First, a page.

Having decided on everything for the wedding cake I then had to wait, months (well three or four) before putting any of it into action. The nature of the cake being that it is a last minute thing. But I did want to test out the cake tins and see if I could cook the cakes in advance and then freeze them thus saving myself any last minute dramas. Work were very happy with me in the months before the wedding, they all got to have chocolate Guinness cake on a regular basis. The 14in cake was the one I was worried about most but it proved very easy.
I used the Cakeometer to size up and down from the recipe, a great tool for any baker. It also turns out that the cooking time for a 14in cake is not that much different from a 9in one (the original size in the recipe), who knew? Well, lots of people really! It cooked for about 10 minutes longer in the end. I cut this into quarters, half made it's way into work, one quarter went in the freezer and then went to a friends house and the last quarter.....well I had to check that it was ok! I made the 10in one too and froze it for two weeks, my testers at work couldn't tell the difference so I knew that I could do some advance work. The 14in wouldn't fit in my freezer so that had to be made a couple of days before but I made the other two layers two weeks before.
In the month before the wedding I assembled all the extra things I would need: cake boxes, cake boards, ribbon, food colours, lily forming set etc, everything was ready. The week before the wedding I iced the cake boards and made the calla lilies for the bottom two layers.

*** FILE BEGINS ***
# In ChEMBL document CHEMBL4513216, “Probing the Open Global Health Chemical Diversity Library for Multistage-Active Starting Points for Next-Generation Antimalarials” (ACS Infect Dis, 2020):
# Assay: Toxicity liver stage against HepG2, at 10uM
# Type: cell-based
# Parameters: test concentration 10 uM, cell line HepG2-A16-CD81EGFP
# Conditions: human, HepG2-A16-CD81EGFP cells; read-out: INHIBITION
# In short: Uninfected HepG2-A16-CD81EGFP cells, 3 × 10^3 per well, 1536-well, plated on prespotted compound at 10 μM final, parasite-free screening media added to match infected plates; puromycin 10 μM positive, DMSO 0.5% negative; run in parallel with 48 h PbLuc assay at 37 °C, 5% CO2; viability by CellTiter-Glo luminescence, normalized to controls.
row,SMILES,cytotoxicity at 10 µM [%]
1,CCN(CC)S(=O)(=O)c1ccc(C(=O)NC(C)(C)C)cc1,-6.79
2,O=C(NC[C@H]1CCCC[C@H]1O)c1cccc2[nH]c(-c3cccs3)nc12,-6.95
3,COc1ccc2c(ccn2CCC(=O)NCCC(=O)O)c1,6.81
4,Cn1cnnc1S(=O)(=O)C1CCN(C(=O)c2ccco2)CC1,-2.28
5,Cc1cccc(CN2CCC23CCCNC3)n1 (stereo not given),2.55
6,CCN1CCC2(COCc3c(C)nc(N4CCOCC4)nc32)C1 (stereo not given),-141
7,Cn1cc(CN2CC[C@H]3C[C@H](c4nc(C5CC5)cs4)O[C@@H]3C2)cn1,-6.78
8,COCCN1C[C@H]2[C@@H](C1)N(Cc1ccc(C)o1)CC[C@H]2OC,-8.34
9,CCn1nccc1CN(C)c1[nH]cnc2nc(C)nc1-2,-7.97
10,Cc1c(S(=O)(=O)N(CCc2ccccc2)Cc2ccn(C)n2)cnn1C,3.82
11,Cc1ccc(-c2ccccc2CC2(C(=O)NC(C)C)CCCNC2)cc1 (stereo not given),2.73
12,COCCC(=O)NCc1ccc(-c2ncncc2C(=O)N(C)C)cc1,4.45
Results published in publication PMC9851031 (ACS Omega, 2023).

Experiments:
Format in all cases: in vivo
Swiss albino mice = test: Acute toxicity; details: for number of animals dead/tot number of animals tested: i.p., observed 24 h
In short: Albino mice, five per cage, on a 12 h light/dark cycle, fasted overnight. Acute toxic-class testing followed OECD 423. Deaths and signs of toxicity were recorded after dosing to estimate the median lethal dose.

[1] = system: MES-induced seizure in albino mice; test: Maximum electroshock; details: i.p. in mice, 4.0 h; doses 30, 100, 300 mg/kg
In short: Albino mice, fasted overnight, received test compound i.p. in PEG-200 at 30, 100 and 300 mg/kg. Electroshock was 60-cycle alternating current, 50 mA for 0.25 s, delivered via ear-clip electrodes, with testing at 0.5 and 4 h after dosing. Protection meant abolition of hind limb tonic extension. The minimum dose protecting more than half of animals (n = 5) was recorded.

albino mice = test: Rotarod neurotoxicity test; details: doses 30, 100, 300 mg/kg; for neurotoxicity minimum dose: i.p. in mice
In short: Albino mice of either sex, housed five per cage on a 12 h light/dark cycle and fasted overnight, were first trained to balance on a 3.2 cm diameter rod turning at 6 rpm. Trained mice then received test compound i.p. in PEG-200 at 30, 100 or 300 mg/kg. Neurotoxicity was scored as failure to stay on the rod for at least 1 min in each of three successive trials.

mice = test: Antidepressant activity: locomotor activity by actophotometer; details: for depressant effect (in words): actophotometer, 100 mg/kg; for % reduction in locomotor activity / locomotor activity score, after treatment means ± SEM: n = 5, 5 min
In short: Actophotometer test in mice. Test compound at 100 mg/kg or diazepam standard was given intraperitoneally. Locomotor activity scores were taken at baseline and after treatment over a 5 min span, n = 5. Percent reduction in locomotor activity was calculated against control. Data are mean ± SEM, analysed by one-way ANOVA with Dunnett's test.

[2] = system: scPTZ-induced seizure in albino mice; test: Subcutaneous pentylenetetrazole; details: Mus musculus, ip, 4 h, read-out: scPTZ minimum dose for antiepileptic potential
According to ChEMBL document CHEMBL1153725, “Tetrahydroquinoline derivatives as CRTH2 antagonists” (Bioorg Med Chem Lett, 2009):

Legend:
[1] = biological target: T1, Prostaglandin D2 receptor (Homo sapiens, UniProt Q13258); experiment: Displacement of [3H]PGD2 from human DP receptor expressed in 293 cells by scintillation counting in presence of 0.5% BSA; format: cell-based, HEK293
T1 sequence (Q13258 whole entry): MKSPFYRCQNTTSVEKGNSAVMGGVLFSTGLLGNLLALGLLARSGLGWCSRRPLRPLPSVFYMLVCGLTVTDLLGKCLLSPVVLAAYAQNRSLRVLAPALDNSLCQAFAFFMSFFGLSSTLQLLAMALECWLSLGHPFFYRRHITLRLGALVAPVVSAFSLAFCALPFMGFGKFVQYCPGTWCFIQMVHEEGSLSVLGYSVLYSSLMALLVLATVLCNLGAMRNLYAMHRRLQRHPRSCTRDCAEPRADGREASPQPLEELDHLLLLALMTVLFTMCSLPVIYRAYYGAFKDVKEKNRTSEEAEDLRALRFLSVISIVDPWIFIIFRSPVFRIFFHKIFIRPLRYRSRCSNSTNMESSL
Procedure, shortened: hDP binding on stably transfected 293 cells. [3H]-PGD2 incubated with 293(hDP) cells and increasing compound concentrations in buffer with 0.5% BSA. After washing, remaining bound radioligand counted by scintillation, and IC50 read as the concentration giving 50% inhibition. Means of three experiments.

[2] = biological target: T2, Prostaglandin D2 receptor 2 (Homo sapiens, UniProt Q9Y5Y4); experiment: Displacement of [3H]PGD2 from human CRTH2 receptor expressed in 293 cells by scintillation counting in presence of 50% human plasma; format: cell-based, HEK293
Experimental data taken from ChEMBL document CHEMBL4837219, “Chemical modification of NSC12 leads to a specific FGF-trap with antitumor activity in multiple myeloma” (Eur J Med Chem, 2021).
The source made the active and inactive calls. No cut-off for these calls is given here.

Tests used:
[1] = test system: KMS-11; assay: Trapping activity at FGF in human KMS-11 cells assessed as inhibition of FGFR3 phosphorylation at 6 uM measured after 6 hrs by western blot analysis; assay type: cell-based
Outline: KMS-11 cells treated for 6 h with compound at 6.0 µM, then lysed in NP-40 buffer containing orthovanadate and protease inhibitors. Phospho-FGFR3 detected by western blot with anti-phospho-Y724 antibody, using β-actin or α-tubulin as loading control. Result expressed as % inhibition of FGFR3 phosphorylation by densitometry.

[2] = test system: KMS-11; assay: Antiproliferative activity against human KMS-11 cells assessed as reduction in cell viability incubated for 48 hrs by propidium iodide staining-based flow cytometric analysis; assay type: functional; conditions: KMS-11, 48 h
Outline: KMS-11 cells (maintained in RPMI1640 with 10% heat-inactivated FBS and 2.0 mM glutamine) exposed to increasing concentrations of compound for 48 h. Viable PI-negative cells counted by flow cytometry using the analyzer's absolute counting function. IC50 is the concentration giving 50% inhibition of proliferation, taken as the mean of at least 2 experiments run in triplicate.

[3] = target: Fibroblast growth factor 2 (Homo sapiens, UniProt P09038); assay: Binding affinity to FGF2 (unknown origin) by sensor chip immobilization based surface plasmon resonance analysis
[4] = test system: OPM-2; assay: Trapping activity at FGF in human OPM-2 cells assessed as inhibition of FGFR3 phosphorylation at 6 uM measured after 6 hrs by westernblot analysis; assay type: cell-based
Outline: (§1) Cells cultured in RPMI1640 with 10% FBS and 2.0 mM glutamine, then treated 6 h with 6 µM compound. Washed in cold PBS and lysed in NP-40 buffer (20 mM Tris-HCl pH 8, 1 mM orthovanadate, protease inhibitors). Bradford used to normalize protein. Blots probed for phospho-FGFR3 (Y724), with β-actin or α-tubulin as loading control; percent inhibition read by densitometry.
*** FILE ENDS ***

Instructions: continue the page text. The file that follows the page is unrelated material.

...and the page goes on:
Wilton website for these and used the forming kit to make three different sizes. They were very easy to make and looked rather lovely, even if I do say so myself. I made the 14in cake three days before the wedding (picture above) and took the other two layers out of the freezer 24 hours before I iced them.
We got married on a Saturday and had to deliver the cakes to the venue on Friday afternoon so started the icing on the Wednesday to give me some time in case of disasters. Well, you never know and it would have to be perfect given that 90 odd people would be looking/photographing/eating it! As it turned out it was fairly easy and stress-free. My mother had arrived the night before so she was my able assistant and between us we were finished by lunchtime on Wednesday! Iced, be-ribboned and boxed ready for delivery on Friday. This meant we could go for afternoon tea on Thursday (at the British Museum) and have a fairly easy run-up to the big day.
The cake looked fantastic on the day and the bottom two layers were finished (people left with lots of goodie bags the next day!) and we have the top layer in the freezer. There is a tradition, apparently, of keeping the top layer of your wedding cake to have on your one year anniversary. So we shall see if it holds up to a year in the freezer! Although it was a lot of work and planning I wouldn't have had it any other way, I'm glad I could make my own wedding cake. I never thought in a million years I would ever do something like that but, as they say, never say never.